History of the Fed

The Need for a Federal Reserve System

People who lived during the early 1900s used banks much as we do today. They deposited their money into savings accounts and borrowed money to build a home or start a business. When people borrowed money, banks issued them banknotes, which the borrowers spent the way we spend paper money today. The public valued these banknotes as money because banks promised to exchange them for gold or silver on demand.

Occasionally the public feared that banks would not or could not honor the promise to redeem these notes, which led to bank runs. Believing that a particular bank’s ability to pay was questionable, a large number of people in a single day would demand to have their banknotes exchanged for gold or silver. These bank runs created fear that often spread, causing runs on other banks and general financial panic.

Financial Panic and Bank Runs

During a run, even the healthiest and most conservative bank could not redeem all of its notes at once. Banks then, just as now, used most of the money deposited with them to make loans. As a result, the money was not sitting in the banks' vaults but was circulating in the community. In other words, the banks may have been solvent but not liquid. So when a bank run occurred, many times a bank had to close because it could not exchange the large number of notes presented in a single day.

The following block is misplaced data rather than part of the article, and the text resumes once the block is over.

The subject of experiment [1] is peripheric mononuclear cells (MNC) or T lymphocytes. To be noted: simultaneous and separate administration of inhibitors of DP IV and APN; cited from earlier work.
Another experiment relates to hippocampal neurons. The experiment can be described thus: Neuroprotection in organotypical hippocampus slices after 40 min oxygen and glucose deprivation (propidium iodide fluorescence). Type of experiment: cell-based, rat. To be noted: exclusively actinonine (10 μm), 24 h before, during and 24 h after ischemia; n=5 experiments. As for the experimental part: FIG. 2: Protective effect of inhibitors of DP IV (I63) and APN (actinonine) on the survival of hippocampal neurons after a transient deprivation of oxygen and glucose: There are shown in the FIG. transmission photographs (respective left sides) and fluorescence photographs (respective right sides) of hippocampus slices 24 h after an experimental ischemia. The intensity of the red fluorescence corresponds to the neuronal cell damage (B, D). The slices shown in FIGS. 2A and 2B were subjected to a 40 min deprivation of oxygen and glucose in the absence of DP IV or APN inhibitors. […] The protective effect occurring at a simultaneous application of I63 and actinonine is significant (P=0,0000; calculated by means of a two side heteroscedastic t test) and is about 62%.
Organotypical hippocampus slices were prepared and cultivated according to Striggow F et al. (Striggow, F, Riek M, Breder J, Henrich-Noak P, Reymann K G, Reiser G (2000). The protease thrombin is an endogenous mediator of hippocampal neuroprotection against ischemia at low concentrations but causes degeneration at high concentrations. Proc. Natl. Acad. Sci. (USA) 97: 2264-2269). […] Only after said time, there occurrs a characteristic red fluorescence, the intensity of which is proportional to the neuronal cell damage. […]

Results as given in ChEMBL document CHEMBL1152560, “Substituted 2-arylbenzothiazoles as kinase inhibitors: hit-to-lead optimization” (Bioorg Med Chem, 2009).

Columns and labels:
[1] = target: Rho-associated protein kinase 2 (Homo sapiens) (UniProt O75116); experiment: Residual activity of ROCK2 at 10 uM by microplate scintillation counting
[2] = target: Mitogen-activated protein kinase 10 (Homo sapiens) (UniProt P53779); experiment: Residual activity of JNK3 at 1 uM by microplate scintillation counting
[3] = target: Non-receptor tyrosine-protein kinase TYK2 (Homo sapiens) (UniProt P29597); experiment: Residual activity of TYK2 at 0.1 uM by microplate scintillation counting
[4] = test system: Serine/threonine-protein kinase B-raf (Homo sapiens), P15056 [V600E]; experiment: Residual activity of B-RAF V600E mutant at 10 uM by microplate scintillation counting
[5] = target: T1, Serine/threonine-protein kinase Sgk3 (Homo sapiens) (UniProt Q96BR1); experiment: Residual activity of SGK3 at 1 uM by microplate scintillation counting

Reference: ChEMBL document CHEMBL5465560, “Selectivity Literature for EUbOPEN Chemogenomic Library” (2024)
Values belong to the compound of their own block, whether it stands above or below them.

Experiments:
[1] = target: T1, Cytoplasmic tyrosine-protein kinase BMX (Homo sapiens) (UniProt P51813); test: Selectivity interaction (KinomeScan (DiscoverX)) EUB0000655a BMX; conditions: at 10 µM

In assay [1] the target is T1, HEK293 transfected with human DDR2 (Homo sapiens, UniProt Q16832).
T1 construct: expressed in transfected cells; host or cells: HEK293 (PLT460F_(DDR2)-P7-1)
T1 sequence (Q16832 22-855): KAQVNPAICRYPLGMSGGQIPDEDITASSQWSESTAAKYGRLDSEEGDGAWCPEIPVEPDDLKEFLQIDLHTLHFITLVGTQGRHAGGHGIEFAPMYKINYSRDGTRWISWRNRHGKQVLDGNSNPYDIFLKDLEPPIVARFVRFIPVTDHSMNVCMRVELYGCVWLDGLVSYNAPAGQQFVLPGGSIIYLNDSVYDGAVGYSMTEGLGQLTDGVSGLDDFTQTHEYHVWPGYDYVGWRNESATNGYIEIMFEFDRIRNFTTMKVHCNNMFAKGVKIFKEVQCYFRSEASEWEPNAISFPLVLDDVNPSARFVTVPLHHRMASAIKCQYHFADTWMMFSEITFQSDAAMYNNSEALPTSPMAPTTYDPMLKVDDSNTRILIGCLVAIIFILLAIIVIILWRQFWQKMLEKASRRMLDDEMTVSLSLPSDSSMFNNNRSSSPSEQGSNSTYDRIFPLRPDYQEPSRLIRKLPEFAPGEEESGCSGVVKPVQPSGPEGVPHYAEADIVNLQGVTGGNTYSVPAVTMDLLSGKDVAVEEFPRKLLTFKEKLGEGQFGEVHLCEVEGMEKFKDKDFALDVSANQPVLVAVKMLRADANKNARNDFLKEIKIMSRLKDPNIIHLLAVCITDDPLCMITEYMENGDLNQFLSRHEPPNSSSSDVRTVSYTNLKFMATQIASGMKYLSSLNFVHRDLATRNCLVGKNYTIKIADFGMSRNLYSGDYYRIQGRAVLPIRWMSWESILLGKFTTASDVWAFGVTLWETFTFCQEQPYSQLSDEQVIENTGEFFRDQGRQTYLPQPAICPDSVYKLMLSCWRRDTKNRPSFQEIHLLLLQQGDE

Banks tried to prepare for increasing depositor withdrawals by building up their reserves of gold or silver and by restricting credit. They stopped making loans, and panic ensued as everyone scrambled to redeem notes. Businesses had difficulty operating normally. The country’s economic activity slowed, and many people lost their jobs and life savings.

Financial panics such as these occurred frequently during the 1800s and early 1900s. A particularly severe banking panic in 1907 prompted cries for reform. People wanted a central banking authority to ensure the operation of healthy banks that might otherwise fail because of a bank panic and to supervise bank activities so banks would not engage in unsound business practices that might lead to more bank failures. The public also wanted a more elastic currency and an improved payments system, which would contribute to economic stability.

Creating the Fed

In response, Congress set up the National Monetary Commission to study the nation’s financial system and pinpoint its weaknesses. One of the primary weaknesses identified was that the United States lacked an elastic currency. This meant the banking system did not have a way to supply currency if demand for it increased significantly in a short time, so panics occurred. In 1912, the commission presented Congress with a monetary reform plan that recommended the establishment of the National Reserve Association, which would hold the reserves of commercial banks and could make short-term loans to banks to ensure credit availability. Congress responded by drafting the Federal Reserve Act, creating the Federal Reserve System. President Woodrow Wilson signed the act into law on December 23, 1913.

 

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